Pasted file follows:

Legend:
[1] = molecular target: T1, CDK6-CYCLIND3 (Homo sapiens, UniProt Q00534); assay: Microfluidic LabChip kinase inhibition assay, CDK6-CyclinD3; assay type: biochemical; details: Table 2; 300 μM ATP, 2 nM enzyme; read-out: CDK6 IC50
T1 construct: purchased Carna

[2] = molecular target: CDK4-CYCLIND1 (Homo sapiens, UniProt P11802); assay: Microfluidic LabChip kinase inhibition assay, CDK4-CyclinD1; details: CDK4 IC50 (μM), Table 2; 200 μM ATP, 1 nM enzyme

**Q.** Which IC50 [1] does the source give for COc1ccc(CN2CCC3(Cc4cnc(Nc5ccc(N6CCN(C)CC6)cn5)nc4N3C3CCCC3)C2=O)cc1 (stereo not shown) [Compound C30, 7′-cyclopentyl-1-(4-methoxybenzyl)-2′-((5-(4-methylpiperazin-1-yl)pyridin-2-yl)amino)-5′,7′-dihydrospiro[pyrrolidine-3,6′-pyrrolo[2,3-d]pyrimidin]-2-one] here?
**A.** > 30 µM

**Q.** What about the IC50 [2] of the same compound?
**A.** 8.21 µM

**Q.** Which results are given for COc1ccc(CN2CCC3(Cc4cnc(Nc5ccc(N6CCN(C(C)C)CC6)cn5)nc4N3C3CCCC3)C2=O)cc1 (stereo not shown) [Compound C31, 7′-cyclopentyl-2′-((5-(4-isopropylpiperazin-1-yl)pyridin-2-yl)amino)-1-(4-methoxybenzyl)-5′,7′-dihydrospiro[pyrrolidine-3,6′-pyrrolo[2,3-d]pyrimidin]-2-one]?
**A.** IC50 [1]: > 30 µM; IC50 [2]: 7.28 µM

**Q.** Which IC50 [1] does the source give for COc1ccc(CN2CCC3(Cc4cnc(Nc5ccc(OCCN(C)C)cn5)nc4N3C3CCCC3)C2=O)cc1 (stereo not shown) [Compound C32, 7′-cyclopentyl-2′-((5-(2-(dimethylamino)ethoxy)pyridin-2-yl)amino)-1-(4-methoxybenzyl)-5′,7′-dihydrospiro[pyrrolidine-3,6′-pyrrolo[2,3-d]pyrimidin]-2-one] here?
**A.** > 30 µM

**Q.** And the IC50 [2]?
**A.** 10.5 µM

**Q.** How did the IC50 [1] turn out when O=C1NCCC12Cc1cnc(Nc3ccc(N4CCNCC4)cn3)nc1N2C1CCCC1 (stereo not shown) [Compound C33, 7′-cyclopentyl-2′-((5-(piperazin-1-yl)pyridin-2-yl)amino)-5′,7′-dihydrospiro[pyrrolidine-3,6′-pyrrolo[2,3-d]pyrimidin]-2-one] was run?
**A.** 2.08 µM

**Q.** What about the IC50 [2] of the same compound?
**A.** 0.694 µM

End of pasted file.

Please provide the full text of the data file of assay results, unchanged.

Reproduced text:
Legend:
[1] = molecular target: T1, CDK6-CYCLIND3 (Homo sapiens, UniProt Q00534); assay: Microfluidic LabChip kinase inhibition assay, CDK6-CyclinD3; assay type: biochemical; details: Table 2; 300 μM ATP, 2 nM enzyme; read-out: CDK6 IC50
T1 construct: purchased Carna

[2] = molecular target: CDK4-CYCLIND1 (Homo sapiens, UniProt P11802); assay: Microfluidic LabChip kinase inhibition assay, CDK4-CyclinD1; details: CDK4 IC50 (μM), Table 2; 200 μM ATP, 1 nM enzyme

**Q.** Which IC50 [1] does the source give for COc1ccc(CN2CCC3(Cc4cnc(Nc5ccc(N6CCN(C)CC6)cn5)nc4N3C3CCCC3)C2=O)cc1 (stereo not shown) [Compound C30, 7′-cyclopentyl-1-(4-methoxybenzyl)-2′-((5-(4-methylpiperazin-1-yl)pyridin-2-yl)amino)-5′,7′-dihydrospiro[pyrrolidine-3,6′-pyrrolo[2,3-d]pyrimidin]-2-one] here?
**A.** > 30 µM

**Q.** What about the IC50 [2] of the same compound?
**A.** 8.21 µM

**Q.** Which results are given for COc1ccc(CN2CCC3(Cc4cnc(Nc5ccc(N6CCN(C(C)C)CC6)cn5)nc4N3C3CCCC3)C2=O)cc1 (stereo not shown) [Compound C31, 7′-cyclopentyl-2′-((5-(4-isopropylpiperazin-1-yl)pyridin-2-yl)amino)-1-(4-methoxybenzyl)-5′,7′-dihydrospiro[pyrrolidine-3,6′-pyrrolo[2,3-d]pyrimidin]-2-one]?
**A.** IC50 [1]: > 30 µM; IC50 [2]: 7.28 µM

**Q.** Which IC50 [1] does the source give for COc1ccc(CN2CCC3(Cc4cnc(Nc5ccc(OCCN(C)C)cn5)nc4N3C3CCCC3)C2=O)cc1 (stereo not shown) [Compound C32, 7′-cyclopentyl-2′-((5-(2-(dimethylamino)ethoxy)pyridin-2-yl)amino)-1-(4-methoxybenzyl)-5′,7′-dihydrospiro[pyrrolidine-3,6′-pyrrolo[2,3-d]pyrimidin]-2-one] here?
**A.** > 30 µM

**Q.** And the IC50 [2]?
**A.** 10.5 µM

**Q.** How did the IC50 [1] turn out when O=C1NCCC12Cc1cnc(Nc3ccc(N4CCNCC4)cn3)nc1N2C1CCCC1 (stereo not shown) [Compound C33, 7′-cyclopentyl-2′-((5-(piperazin-1-yl)pyridin-2-yl)amino)-5′,7′-dihydrospiro[pyrrolidine-3,6′-pyrrolo[2,3-d]pyrimidin]-2-one] was run?
**A.** 2.08 µM

**Q.** What about the IC50 [2] of the same compound?
**A.** 0.694 µM